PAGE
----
The Next Big Thing
First posted on 07 December 2011. Last updated on 07 December 2011.
In 1997, Madrid based game development company Pendulo Studios released an adventure game called Hollywood Monsters—about a duo of reporters attending Hollywood's annual Monster Ball, a gathering of Universal Monsters from the golden age of cinema. Featuring Monkey Island style puzzle solving and quirky humor, the game was never released outside of Spain. With the subsequent success of the Runaway series that Pendulo Studios had achieved in both Spain and other countries, the developer was finally ready to bring back Hollywood Monsters to reintroduce the game as a new series to a different audience.
The Next Big Thing (also known as Hollywood Monsters 2) follows the jaded sports writer Dan Murray and his eccentric and questionably sane journalist colleague Liz Allaire. Both Dan and Liz have tickets to Hollywood's annual Horror Movie Awards, in which movie monsters are awarded for career achievements. Liz, ever the intrepid journalist, decides to investigate a crime she witnesses being committed at the event. The fallout ultimately leads both writers to stumble across a conspiracy that can threaten and destroy Hollywood as they know it.
Any gamer who has ever played a graphic adventure game will be instantly familiar with the control scheme in The Next Big Thing. Even so, gamers who are new to the adventure game genre will still find the controls fairly intuitive (though I admit to having some issues with the delegation of a mouse button to performing only a single task of examining objects). The player switches between Dan and Liz to tackle different sides of the same quest in an attempt to get back to each other and save the day. Many puzzles are solved using the game's inventory system, often combining different objects to achieve a desired result. While there is no new ground broken here, this is not necessary a "bad thing".
The Next Big Thing, unfortunately, has more than its fair share of problems. My biggest gripe is I simply cannot shake the feeling that I need to have played the original Hollywood Monsters in order to fully immerse myself into this game. In fact, there are more than a few times while playing the game when I truly feel that a plot element has been explained in the original game and that this game assumes I am already familiar with it. However, the developer has previously admitted in public that the game is intended to be both a sequel to and a remake of Hollywood Monsters, which explains the disjointed feeling I have had playing through the majority of the game. When combined with a story that is nevertheless unfocused, the game can sometimes lose the connection it tries to maintain with the player. Additionally, while most puzzles rely on unconventional logic, a few puzzles are so vague that a less seasoned player will likely abandon this game in favor of an easier alternative. That is not to say the puzzles in this game are hard—they are just sometimes completely illogical. Finally, and perhaps the most unforgivable offense, is that a character in this game will refuse to pick up an object unless that character knows its intended use. While this does not result in much backtracking in the game, it is still an annoyance that often brings the game to a halt.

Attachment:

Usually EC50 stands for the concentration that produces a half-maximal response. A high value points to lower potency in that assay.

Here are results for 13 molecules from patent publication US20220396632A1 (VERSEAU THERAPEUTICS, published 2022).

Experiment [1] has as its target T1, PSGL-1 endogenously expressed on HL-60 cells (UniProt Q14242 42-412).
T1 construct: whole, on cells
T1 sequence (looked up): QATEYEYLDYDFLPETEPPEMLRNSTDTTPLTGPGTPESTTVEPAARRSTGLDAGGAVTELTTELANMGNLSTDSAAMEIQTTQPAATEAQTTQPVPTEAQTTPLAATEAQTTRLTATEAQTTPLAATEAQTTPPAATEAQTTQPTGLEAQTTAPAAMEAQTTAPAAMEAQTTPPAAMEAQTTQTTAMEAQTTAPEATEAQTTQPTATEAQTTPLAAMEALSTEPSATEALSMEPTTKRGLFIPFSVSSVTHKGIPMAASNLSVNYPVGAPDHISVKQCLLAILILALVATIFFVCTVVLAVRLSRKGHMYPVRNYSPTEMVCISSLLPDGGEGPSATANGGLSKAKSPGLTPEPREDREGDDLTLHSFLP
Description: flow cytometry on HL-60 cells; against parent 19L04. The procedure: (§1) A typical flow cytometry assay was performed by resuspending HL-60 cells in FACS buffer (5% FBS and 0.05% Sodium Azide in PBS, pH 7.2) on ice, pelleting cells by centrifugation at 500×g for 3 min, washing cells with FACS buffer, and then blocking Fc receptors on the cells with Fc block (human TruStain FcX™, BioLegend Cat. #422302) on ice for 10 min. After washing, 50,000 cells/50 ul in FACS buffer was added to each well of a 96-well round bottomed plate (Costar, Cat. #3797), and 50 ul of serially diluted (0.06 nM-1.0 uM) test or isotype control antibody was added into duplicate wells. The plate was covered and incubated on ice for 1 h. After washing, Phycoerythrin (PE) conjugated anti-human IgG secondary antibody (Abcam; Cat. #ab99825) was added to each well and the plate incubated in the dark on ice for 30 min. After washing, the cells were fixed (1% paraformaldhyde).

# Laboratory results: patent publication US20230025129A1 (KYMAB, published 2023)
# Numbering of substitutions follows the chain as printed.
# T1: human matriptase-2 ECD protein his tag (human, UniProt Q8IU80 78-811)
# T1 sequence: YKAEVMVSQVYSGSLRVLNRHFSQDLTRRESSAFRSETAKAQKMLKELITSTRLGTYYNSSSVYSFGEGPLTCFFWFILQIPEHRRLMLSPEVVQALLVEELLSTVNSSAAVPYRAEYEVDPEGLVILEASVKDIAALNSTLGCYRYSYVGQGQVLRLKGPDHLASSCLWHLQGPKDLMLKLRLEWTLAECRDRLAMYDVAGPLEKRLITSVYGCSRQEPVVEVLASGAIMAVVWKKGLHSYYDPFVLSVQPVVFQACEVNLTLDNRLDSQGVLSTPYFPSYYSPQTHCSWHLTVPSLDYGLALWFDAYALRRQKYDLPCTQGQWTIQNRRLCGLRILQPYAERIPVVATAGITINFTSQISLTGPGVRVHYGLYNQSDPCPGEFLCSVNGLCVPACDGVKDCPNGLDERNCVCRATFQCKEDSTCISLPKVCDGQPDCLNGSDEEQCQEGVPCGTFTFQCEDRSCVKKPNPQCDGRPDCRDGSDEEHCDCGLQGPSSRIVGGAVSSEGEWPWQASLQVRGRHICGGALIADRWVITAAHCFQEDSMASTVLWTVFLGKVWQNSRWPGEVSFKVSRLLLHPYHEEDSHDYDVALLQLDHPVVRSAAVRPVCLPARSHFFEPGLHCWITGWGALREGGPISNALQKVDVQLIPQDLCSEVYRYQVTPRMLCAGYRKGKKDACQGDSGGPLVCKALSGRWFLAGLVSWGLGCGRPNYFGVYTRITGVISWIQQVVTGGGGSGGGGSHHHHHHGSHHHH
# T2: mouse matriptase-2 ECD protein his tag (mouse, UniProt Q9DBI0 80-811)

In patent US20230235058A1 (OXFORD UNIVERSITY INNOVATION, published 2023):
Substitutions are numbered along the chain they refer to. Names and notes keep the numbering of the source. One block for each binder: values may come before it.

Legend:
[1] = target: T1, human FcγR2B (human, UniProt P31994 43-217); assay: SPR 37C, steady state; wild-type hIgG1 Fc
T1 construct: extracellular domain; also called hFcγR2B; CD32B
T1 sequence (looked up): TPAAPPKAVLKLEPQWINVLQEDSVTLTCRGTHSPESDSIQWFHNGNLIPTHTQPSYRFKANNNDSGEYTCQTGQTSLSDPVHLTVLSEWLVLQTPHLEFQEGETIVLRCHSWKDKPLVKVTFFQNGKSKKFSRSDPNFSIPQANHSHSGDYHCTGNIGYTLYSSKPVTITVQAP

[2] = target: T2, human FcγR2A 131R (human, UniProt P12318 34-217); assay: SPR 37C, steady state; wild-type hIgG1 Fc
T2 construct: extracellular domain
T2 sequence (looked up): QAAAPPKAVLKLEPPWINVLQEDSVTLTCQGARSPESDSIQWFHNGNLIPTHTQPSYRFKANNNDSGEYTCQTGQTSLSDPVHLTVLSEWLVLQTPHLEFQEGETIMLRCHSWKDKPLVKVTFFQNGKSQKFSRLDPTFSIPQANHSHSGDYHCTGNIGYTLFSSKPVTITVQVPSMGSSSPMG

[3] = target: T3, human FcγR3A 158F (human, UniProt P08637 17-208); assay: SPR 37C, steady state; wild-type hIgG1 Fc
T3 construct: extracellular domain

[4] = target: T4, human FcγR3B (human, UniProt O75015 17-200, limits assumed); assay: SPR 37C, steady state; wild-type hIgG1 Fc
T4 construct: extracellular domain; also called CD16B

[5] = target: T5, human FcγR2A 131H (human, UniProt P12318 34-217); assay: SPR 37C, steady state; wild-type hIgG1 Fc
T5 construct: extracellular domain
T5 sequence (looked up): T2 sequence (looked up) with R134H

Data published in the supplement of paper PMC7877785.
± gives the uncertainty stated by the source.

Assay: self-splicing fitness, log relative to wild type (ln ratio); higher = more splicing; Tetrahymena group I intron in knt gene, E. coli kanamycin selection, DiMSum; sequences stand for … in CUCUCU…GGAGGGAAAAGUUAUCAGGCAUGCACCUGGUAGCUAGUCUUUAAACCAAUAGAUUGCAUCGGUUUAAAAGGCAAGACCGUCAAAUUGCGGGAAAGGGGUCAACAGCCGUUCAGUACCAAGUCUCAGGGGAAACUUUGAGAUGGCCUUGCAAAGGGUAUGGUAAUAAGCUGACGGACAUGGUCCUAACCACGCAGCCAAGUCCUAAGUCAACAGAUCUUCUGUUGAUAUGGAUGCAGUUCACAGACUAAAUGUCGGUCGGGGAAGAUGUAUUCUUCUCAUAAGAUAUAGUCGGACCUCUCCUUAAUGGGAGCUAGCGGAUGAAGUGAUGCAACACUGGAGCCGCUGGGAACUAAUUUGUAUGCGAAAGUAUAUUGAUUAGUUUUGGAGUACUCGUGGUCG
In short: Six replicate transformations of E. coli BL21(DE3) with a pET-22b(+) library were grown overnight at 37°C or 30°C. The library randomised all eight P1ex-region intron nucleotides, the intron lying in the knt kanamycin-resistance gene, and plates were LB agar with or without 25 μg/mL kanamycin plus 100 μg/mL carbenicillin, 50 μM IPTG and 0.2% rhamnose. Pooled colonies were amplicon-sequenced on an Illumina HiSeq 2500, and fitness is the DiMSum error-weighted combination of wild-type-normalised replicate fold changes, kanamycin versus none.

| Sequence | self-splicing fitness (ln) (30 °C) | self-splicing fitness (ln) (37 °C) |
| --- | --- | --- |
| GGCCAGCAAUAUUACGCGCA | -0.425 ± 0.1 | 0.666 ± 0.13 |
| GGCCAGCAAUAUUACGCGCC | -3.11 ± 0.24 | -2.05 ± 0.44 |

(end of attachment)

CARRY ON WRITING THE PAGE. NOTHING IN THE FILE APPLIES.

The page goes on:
Despite my problems with the game, however, The Next Big Thing is not all bad. The game's hand drawn and lush graphics deserve a bulk of my praise—enough, perhaps, to more than help to offset the game's problems. The game is beautiful to look at, and the developer's efforts to make animations smooth and natural only serve to enhance the experience. Both the main and the supporting characters are well developed and have their own unique personalities and quirks. More specifically, Dan's dry sarcastic approach to his dialog clashes with Liz's often nonsensical remarks. However, both characters are equally enjoyable to play and watch, though the chemistry between this unlikely duo is not as well developed as I want it to be, most likely due to the fact that they are kept apart for the majority of the game. Finally, despite the problematic story, the writing is actually quite sharp and tongue-in-cheek, frequently lampooning celebrity and pop culture. For me, the writing has been the most enjoyable part of my play through.
The Next Big Thing is certainly not a bad game. The game is beautiful to look at and has the developer's trademark twisted strangeness. However, the player often needs to make an effort to stay invested in its unfocused story, which ultimately feels flat. Gamers who are curious about Pendulo Studios' games may want to try out the Runaway series before tackling The Next Big Thing.